A Genius and a Gentleman

Letters of Giuseppe Verdi

selected, translated, and edited by Charles Osborne
Holt, Rinehart & Winston, 280 pp., $7.95

A few years before his death Verdi wrote: “Never, never shall I write my memoirs! It’s good enough that the musical world has put up with my notes for so long a time. I shall never condemn it to read my prose.” I don’t think, however, that he would have any objection to our reading this selection of his letters, admirably translated and edited by Charles Osborne. It contains no embarrassing “human” documents, no love letters, for instance. Whether this is because Verdi never wrote any or because Mr. Osborne has had the good taste to omit them, I don’t know. Anyway, I am very glad. There is only one letter that could possibly be called “private and confidential,” Verdi’s reply to his old benefactor, Antonio Barezzi, who had taken him to task for not regularizing his relationship with Giuseppina Strepponi by marrying her.

I have nothing to hide. In my house there lives a lady, free and independent, who, like myself, prefers a solitary life, and who has a fortune capable of satisfying all her needs. Neither I nor she is obliged to account to anyone for our actions. But who knows what our relations are? What affairs? What ties? What rights I have over her or she over me?… I will say this to you, however: in my house she is entitled to as much respect as myself, more even.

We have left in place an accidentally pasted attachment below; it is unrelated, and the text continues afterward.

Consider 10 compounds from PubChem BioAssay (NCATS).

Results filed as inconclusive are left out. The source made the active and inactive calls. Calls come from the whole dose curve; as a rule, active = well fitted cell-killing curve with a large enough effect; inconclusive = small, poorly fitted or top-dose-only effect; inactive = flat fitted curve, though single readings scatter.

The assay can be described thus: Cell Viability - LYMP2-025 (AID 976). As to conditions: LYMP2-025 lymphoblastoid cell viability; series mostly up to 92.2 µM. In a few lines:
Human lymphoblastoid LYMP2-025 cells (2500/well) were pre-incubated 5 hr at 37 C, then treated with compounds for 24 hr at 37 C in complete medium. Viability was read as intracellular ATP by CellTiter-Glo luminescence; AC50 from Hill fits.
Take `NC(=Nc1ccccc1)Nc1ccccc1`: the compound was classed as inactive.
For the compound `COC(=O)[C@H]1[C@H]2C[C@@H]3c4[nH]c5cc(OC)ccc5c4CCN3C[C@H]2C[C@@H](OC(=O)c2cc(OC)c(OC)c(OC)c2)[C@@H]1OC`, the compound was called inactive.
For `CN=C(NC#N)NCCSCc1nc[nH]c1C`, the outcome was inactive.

As we know, they did finally get married in 1859. All that is puzzling, in view of how obviously well suited to each other they were, is why they did not do so earlier. My guess would be that it was she rather than Verdi who kept putting it off. There is one other piece of information in the letters that leaves me curious. In 1844-45 Verdi came near to a nervous breakdown, suffering severely from psychosomatic headaches and stomach cramps. What can the psychological trouble have been?

As we all recognize, the nineteenth century was the Golden Age of Opera, but I doubt if any of us, whether composers or opera-goers, would have liked to live in it. So far as composers were concerned, they were terribly overworked. It was a common clause in a contract that the finished score of a full-length opera was to be delivered within four months after the composer received the libretto. (Of all the great opera composers of the age, the only one who was not prolific was Bellini, and I have always wondered how this was financially possible for him.)

Then there were problems of copyright. In 1855 the House of Lords decreed that no foreign opera in England would have copyright unless the composer conducted the first performance himself. Then there was censorship. The setting of Ballo in Maschera had to be transferred from Sweden to Boston, and changes had to be made in the text of Rigoletto. Prima donnas were even more difficult to handle than they are now. (Today, the real pests are …

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